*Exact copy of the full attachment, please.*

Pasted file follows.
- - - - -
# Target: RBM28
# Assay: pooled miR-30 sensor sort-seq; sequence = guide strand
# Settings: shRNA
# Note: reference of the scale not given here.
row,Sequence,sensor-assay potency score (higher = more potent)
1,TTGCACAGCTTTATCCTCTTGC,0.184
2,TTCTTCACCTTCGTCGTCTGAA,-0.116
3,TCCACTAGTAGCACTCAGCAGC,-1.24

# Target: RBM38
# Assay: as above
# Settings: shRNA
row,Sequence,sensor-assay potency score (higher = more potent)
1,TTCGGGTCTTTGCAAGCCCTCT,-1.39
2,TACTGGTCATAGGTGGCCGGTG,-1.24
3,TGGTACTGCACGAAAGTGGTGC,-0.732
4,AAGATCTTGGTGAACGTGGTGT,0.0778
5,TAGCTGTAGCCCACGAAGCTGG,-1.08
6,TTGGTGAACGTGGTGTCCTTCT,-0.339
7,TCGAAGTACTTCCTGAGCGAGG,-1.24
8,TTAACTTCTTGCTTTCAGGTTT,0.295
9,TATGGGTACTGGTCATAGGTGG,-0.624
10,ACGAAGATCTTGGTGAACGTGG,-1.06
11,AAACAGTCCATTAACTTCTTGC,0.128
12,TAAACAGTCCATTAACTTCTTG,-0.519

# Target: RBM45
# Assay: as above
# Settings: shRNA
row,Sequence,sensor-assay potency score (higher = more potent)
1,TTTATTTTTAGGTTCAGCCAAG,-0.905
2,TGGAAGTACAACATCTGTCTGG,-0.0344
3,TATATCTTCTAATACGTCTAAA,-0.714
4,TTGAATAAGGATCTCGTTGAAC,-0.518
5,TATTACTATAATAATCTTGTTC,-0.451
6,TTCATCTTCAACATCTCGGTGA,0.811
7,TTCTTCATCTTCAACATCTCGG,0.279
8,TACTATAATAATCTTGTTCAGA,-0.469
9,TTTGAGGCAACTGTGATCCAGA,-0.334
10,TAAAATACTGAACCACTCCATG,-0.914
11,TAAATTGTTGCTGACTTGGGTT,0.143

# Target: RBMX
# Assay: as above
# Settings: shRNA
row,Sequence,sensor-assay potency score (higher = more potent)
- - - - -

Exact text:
# Target: RBM28
# Assay: pooled miR-30 sensor sort-seq; sequence = guide strand
# Settings: shRNA
# Note: reference of the scale not given here.
row,Sequence,sensor-assay potency score (higher = more potent)
1,TTGCACAGCTTTATCCTCTTGC,0.184
2,TTCTTCACCTTCGTCGTCTGAA,-0.116
3,TCCACTAGTAGCACTCAGCAGC,-1.24

# Target: RBM38
# Assay: as above
# Settings: shRNA
row,Sequence,sensor-assay potency score (higher = more potent)
1,TTCGGGTCTTTGCAAGCCCTCT,-1.39
2,TACTGGTCATAGGTGGCCGGTG,-1.24
3,TGGTACTGCACGAAAGTGGTGC,-0.732
4,AAGATCTTGGTGAACGTGGTGT,0.0778
5,TAGCTGTAGCCCACGAAGCTGG,-1.08
6,TTGGTGAACGTGGTGTCCTTCT,-0.339
7,TCGAAGTACTTCCTGAGCGAGG,-1.24
8,TTAACTTCTTGCTTTCAGGTTT,0.295
9,TATGGGTACTGGTCATAGGTGG,-0.624
10,ACGAAGATCTTGGTGAACGTGG,-1.06
11,AAACAGTCCATTAACTTCTTGC,0.128
12,TAAACAGTCCATTAACTTCTTG,-0.519

# Target: RBM45
# Assay: as above
# Settings: shRNA
row,Sequence,sensor-assay potency score (higher = more potent)
1,TTTATTTTTAGGTTCAGCCAAG,-0.905
2,TGGAAGTACAACATCTGTCTGG,-0.0344
3,TATATCTTCTAATACGTCTAAA,-0.714
4,TTGAATAAGGATCTCGTTGAAC,-0.518
5,TATTACTATAATAATCTTGTTC,-0.451
6,TTCATCTTCAACATCTCGGTGA,0.811
7,TTCTTCATCTTCAACATCTCGG,0.279
8,TACTATAATAATCTTGTTCAGA,-0.469
9,TTTGAGGCAACTGTGATCCAGA,-0.334
10,TAAAATACTGAACCACTCCATG,-0.914
11,TAAATTGTTGCTGACTTGGGTT,0.143

# Target: RBMX
# Assay: as above
# Settings: shRNA
row,Sequence,sensor-assay potency score (higher = more potent)